The long number on the front of a payment card isn’t just a random sequence, and the first six to eight digits are perhaps the most important of all.
Known as the BIN, these digits provide the merchant with a wealth of information, including the identity and category of the issuer, which allow the merchant to process payments quickly and fight fraud.
But why six to eight numbers? How do BINs work? What are they used for? And how does the number of digits in the sequence affect merchants?
Below, we reveal all.
A Bank Identification Number (BIN) is the first six to eight digits of the Primary Account Number (PAN), the long number on a credit, debit, or prepaid card. A BIN essentially tells the merchant which bank or other financial institution issued the card.
Merchants can use BINs to match any given transaction to the corresponding issuer. They can also be used to identify lost or stolen cards to prevent them from being used for identity theft.
Issuing banks can also act as BIN Sponsors. BIN sponsorship allows issuers, via their relationships with card networks like Mastercard or Visa, to offer fintech businesses access to payment processing and card management services. This means that those fintech businesses don’t have to go through the lengthy process of forms, fees, and due diligence that it takes to join a card scheme.
Credit card BIN numbers can be broken down into two parts: the Major Industry Identifier (MII) and Issuer Identification Number (IIN).
The first single digit is called the MII, and is used to identify the type of institution that issued the card. For example, the BIN for a card with a Visa logo on it will always start with a 4, the issuer category for banking and financial cards. Likewise, the 5 that most Mastercards start with also identifies it as a bank.
In contrast, American Express BINs always start with a 3 (34 or 37 more specifically), the issuer category for travel and entertainment cards. That’s because, while it is now classed as a bank holding company, Amex has a history of providing travel services.
The remaining five to seven digits constitutes the IIN, which identifies the specific bank or institution responsible for issuing the card. However, while the MII is its own unique number, it is technically part of the IIN, which is frequently used interchangeably with BIN.
The remainder of the PAN makes up the individual account number, which identifies the specific account that the card is tied to.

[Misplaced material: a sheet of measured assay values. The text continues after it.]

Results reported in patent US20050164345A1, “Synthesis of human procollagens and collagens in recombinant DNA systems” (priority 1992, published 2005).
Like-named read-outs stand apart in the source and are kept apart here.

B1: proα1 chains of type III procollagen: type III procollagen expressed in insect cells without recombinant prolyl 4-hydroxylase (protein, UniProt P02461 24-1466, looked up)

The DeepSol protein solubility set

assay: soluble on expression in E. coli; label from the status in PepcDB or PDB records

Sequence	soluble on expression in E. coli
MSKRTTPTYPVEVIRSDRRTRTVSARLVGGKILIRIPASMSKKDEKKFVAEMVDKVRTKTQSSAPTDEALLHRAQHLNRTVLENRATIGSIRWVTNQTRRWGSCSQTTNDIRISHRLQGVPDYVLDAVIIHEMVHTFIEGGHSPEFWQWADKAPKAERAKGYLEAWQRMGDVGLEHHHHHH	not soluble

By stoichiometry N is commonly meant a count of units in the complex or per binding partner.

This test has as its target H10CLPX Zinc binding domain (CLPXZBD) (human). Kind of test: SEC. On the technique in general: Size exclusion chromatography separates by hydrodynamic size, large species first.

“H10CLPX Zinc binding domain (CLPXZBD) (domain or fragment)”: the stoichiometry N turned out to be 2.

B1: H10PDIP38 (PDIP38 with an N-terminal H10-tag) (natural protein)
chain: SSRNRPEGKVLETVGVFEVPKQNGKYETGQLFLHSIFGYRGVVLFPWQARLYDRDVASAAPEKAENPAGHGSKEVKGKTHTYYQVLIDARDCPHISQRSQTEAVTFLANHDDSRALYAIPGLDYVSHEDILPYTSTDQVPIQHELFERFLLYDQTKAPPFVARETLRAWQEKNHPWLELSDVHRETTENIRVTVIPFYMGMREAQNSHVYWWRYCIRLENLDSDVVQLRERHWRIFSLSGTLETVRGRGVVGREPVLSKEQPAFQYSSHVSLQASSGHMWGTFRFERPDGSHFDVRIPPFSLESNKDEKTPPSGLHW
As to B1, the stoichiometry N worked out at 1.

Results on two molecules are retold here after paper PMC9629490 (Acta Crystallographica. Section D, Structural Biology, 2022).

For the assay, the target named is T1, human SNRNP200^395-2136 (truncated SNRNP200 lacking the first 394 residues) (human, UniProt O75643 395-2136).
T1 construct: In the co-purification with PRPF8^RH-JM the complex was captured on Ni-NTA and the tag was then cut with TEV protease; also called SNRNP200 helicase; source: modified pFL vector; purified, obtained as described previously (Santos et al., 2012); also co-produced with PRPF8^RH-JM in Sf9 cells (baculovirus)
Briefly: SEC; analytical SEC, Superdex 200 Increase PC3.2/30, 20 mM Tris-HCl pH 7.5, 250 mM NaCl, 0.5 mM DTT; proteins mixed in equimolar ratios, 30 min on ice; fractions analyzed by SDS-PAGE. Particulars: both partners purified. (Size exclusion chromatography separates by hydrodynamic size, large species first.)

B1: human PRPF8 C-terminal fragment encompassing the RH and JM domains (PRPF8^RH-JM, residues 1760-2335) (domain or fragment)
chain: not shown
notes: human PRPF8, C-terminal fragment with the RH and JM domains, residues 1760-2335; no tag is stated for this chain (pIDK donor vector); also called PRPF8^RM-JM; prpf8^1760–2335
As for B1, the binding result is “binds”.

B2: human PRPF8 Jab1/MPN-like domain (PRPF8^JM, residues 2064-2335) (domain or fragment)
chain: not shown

The BIN doesn't just identify the issuer category and card issuer, it also tells merchants the following information:
This empowers the merchant in a number of ways. Perhaps most importantly, the BIN helps to prevent identity theft and other types of fraud by allowing the merchant to check whether or not the addresses of both the cardholder and the issuing bank match the ones it has on file.
It also allows merchants to accept multiple payment methods and improves payment processing speed by making it easy to validate customer details with the issuer.
BINs are a vital component of successful payment processing. They provide accurate identifying information that merchants can use to verify customers, drive efficiency, and avoid fraud.
However, it’s only very recently that they’ve taken their present six to eight digit form. Until 2022, BINs were commonly four to six numbers. But in 2017, major card brands realized that, with the proliferation of fintech companies and the growth in the number of payment cards being issued, they would eventually run out of six digit combinations.
As a result, the International Organization for Standardization (ISO), which is responsible for card-numbering conventions, decided to transition to eight digit BINs in order to address this potential future shortage. As of April 2022, all new BINs have been issued with eight digits, though existing six digit BINs are still valid.
As merchants are responsible for analyzing BINs, one implication is that you may have to modify your system to accommodate the storage and masking of longer BINs. You might also have to reassess your data handling and storage practices to ensure they are compliant with the most up to date PCI-DSS. That means only storing the bare minimum of PAN digits that are necessary for transaction processing, minimizing the exposure of sensitive information to hackers.
Merchants should also implement security measures to guard against BIN attacks, where criminals use brute-force computing techniques to try to steal card numbers, expiration dates, and CVVs for use in fraud. Fraud detection software and address verification can prevent BIN attacks.
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